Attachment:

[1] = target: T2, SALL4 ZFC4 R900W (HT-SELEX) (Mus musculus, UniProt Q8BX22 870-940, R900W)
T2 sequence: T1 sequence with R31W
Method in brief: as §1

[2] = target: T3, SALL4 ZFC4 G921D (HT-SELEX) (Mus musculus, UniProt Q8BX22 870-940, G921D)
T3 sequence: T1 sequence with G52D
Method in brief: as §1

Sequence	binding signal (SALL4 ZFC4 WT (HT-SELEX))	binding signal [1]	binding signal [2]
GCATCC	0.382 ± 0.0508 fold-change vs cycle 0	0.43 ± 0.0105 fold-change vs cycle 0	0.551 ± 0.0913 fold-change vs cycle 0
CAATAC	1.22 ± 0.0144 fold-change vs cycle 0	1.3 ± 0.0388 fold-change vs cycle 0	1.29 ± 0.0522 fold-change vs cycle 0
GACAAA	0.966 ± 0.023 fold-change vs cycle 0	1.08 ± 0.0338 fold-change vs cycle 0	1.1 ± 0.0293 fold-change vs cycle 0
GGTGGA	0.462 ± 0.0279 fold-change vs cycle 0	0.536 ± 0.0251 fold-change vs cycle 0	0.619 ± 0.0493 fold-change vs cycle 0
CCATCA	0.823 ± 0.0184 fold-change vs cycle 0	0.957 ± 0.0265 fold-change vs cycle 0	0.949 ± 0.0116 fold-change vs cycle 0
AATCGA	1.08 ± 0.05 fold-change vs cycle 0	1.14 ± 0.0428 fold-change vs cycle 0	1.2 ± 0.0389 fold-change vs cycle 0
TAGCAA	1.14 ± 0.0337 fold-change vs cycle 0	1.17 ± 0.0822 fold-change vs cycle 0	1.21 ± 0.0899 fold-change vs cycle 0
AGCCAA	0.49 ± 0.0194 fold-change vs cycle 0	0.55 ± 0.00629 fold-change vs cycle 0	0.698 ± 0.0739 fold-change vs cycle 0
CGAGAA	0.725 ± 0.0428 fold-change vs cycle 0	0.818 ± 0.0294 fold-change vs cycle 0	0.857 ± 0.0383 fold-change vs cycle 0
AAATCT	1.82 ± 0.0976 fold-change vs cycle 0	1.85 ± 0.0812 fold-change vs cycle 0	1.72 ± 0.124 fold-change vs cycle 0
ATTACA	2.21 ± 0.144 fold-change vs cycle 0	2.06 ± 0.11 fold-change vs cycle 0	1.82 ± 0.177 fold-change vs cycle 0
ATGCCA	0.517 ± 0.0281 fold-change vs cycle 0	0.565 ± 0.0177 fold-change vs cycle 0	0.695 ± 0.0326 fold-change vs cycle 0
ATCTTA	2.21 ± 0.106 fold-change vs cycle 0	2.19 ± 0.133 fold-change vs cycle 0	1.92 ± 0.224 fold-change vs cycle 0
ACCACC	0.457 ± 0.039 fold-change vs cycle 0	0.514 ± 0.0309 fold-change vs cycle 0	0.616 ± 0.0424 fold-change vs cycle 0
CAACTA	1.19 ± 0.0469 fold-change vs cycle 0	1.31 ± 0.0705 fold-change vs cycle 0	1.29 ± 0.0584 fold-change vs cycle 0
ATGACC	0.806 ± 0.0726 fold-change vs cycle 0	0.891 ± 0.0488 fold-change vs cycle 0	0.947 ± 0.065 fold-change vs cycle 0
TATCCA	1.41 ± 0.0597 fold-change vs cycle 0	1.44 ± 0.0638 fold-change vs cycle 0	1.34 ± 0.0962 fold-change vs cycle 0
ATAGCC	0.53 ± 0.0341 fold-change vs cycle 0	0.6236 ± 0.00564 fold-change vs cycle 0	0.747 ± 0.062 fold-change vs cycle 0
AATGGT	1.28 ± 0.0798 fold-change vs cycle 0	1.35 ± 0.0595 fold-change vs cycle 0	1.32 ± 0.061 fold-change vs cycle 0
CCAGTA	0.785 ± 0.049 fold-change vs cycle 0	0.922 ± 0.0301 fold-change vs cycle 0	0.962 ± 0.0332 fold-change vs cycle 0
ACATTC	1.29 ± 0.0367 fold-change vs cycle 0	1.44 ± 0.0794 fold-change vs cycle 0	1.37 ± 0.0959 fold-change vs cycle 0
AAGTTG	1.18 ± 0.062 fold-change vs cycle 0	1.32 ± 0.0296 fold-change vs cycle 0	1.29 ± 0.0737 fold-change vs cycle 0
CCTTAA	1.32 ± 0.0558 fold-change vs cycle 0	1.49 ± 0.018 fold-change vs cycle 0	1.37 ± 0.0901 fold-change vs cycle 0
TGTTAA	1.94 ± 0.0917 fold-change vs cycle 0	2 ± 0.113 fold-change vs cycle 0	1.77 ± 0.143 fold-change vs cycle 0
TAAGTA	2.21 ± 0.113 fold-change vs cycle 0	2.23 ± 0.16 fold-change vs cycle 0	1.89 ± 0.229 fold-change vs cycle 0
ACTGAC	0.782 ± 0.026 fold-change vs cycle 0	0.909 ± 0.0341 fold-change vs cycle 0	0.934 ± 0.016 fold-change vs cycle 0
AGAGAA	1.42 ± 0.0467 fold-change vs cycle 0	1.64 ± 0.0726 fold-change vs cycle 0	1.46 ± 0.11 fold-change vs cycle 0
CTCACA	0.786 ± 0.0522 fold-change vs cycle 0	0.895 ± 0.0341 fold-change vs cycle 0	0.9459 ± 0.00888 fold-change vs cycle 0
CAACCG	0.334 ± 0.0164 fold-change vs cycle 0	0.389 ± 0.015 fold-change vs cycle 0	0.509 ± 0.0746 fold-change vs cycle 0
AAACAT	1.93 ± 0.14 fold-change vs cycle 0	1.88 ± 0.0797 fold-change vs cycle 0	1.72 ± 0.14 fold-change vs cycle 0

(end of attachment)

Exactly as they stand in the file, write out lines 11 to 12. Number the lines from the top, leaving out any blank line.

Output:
GGTGGA	0.462 ± 0.0279 fold-change vs cycle 0	0.536 ± 0.0251 fold-change vs cycle 0	0.619 ± 0.0493 fold-change vs cycle 0
CCATCA	0.823 ± 0.0184 fold-change vs cycle 0	0.957 ± 0.0265 fold-change vs cycle 0	0.949 ± 0.0116 fold-change vs cycle 0